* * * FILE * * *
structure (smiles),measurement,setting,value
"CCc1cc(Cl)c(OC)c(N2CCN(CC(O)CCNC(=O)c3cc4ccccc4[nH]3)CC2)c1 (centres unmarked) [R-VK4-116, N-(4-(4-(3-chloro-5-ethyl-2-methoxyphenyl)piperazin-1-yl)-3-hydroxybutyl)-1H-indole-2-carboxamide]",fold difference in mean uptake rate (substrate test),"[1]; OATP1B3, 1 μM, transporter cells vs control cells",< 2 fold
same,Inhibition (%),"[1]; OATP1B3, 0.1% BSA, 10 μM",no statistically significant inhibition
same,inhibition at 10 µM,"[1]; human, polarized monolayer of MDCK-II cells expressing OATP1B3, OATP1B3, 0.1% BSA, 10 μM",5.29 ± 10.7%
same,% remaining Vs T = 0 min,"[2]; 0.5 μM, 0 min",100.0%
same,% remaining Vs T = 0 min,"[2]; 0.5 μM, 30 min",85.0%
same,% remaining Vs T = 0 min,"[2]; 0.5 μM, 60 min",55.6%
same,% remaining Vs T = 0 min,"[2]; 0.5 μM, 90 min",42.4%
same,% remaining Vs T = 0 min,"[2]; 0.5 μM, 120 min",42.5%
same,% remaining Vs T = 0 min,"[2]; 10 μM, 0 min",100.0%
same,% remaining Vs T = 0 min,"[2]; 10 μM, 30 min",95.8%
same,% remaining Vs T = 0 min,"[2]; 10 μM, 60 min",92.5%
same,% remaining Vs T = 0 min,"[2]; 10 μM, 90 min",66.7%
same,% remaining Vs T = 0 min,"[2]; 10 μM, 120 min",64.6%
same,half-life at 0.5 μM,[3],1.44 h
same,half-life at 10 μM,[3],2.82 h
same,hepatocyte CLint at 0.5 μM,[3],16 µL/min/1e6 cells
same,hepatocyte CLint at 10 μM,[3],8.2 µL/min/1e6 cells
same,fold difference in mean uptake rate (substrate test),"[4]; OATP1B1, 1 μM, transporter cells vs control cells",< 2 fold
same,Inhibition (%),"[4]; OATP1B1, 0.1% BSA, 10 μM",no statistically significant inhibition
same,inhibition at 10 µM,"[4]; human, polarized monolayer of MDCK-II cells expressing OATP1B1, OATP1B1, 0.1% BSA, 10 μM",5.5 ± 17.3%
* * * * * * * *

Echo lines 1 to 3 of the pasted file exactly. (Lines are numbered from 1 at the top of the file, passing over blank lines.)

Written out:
structure (smiles),measurement,setting,value
"CCc1cc(Cl)c(OC)c(N2CCN(CC(O)CCNC(=O)c3cc4ccccc4[nH]3)CC2)c1 (centres unmarked) [R-VK4-116, N-(4-(4-(3-chloro-5-ethyl-2-methoxyphenyl)piperazin-1-yl)-3-hydroxybutyl)-1H-indole-2-carboxamide]",fold difference in mean uptake rate (substrate test),"[1]; OATP1B3, 1 μM, transporter cells vs control cells",< 2 fold
same,Inhibition (%),"[1]; OATP1B3, 0.1% BSA, 10 μM",no statistically significant inhibition